Shake-ups at the top levels of local government continue to rock SLO County with the Aug. 7 announcement that SLO City Manager Katie Lichtig will leave her post on Sept. 28.
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- MANAGEMENT SHAKE-UP SLO City Manager Katie Lichtig is leaving her post to become assistant city manager of Santa Monica, where she began her career.
After seven years of serving SLO, Lichtig is returning to the city where she began her government career in the '90s, Santa Monica. The city recruited her to fill the open assistant city manager position.
"I am honored to have served this city alongside the dedicated, smart, and kind staff," Lichtig said in a statement. "I will remember our work together with great affection."
Lichtig took over as SLO city manager in the midst of the Great Recession. SLO Mayor Heidi Harmon praised the level of experience and expertise she brought to the job.
"Her deep institutional knowledge combined with the vision and ideas of a new City Council was a really nice balance," Harmon told New Times on Aug. 9.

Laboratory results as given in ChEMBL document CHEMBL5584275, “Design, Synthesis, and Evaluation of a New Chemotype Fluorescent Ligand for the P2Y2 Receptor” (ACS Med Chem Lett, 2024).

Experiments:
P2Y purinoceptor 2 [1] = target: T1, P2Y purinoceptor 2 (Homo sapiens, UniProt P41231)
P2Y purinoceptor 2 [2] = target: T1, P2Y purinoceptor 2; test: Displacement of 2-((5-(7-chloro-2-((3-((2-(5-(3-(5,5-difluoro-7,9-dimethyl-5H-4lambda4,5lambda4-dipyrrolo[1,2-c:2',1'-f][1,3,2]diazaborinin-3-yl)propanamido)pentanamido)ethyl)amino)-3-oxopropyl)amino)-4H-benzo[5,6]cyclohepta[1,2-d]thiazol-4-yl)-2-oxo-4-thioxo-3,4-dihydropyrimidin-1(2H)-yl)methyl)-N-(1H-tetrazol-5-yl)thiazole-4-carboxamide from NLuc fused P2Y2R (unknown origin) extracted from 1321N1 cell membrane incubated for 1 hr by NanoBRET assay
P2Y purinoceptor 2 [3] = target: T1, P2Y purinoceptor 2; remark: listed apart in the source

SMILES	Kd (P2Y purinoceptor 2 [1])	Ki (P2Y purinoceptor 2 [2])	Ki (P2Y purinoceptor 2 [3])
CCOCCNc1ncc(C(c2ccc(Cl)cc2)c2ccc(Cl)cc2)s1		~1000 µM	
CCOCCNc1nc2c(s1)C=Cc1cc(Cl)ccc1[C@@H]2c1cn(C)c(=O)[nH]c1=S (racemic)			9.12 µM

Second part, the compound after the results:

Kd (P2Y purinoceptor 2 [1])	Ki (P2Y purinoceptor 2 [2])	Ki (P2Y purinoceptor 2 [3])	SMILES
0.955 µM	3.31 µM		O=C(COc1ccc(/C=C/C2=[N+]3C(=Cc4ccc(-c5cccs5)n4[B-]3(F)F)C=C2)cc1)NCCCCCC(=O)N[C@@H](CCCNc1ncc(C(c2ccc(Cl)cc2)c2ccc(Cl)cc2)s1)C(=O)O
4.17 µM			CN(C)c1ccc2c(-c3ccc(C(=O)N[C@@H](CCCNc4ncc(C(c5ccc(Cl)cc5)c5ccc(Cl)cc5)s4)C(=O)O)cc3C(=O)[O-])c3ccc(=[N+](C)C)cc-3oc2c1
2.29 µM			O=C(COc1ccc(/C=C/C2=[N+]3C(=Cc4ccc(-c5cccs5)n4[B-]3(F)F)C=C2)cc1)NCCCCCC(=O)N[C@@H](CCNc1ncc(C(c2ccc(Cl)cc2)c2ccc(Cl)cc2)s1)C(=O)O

In choosing SLO's future city manager, Harmon said experience will "continue to be key" as well as someone supportive of "innovative thinking." She said the City Council will meet in closed session on Aug. 15 to start discussing the future.
While SLO grapples with Lichtig's announcement, the SLO County Board of Supervisors continues its search for a chief administrative officer (CAO). Former CAO Dan Buckshi left his post in early June.
In May, 1st District Supervisor John Peschong told New Times he hoped to hire an interim CAO while the board searched for a permanent CAO. But after holding numerous closed session meetings without reaching a decision, the county recently decided to abandon the interim search and open the search for a permanent CAO. County Counsel Rita Neal said a CAO could be hired in November or December.
Peschong said he hopes to find a candidate all five supervisors, who are often bitterly divided along party lines, can be comfortable with. Assistant CAO Guy Savage continues to hold the duties of acting CAO—without the title or pay.
"Guy is doing a very good job as assistant CAO," Peschong said. "We have some serious issues in this county, and Guy is up for the task." Δ